So, what does tending to our gut microbiome look like? It proportionately considers the health and composition of our lifestyle patterns and nutrition. “Nutricosmetics refers to a category of supplements that aim to address the health of our skin, hair, and nails. They could include things such as antioxidants, collagen, anti-inflammatories, and even supplements that target blood sugar support and the microbiome directly,” Rhian Stephenson, founder of Artah, explains.5
Nutritional supplements can support and enhance the essential mechanism that optimally helps the body and skin function. Increasing your collagen levels helps to improve moisture levels and elasticity.6 Coenzyme Q10 has proven to reduce the appearance of wrinkles and fine lines, and supplementing Zinc helps to support the critical maintenance of the skin.7
“We shouldn’t see our skin or body like a machine with parts anymore, but like a living and breathing ecosystem where all parts are interconnected.”
Shifting from the traditional approach to our skin, we should adapt our approach to see our skin in its full complexity. “We shouldn’t see our skin or body like a machine with parts anymore, but like a living and breathing ecosystem where all parts are interconnected,” Dr. Drago says. “It means that sometimes your skin concerns come from external elements and can be helped with a topical approach, but also that problems can come from stress, gut problems or anything else internal, and that is where supplements can help.”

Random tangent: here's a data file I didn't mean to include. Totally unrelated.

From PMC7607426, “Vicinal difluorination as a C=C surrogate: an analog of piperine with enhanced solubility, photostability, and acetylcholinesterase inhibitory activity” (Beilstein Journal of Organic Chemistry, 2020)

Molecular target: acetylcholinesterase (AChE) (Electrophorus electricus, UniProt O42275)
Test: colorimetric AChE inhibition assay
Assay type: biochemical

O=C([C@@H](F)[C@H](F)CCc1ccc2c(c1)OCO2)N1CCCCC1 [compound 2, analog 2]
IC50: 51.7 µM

Supplements: What To Avoid?
With many benefits but many grey areas, the supplement industry is not easy to navigate. Many supplement claims lack scientific data and testing, therefore it’s important to always consult your doctor before taking any new supplements. Henrietta Norton, BSc Dip NT, and co-founder of Wild Nutrition, says to look out for fillers and artificial ingredients in supplements. “They are both unnecessary and hard for your body to process,” she says. “It is also important to look behind the claims. There are a lot of promises in the market—you must ask the company to validate their claims.”
Fogeiro also says to dive deeper into the brand’s transparency. “Do they mention the origin of their ingredients? Where are the supplements made? What are these percentages? And finally, with industry regulation being so low, check if clinical studies and scientific research back the ingredients.”
Reading The Label
As both Norton and Fogeiro have explained, the secret to understanding the potency of a supplement is by the label—but how do we read it? LYMA Founder Lucy Goff tells us that the order of ingredients on the label is always sorted by highest doses first. Of course, before you take any supplements you should reach out to your doctor or medical expert.
The Inside Out Approach
It is not to say that supplements are our only way to fuel and look after our skin. Inheriting a 360-degree approach that encompasses a balanced diet, lifestyle, and skincare routine will work together to enhance your skin’s appearance inside and out. Taking a step back from limiting our skin to fitting into five “types” and incorporating more holistic practices that encompass all factors that affect our skin is the modern approach to defining your skin’s journey overall.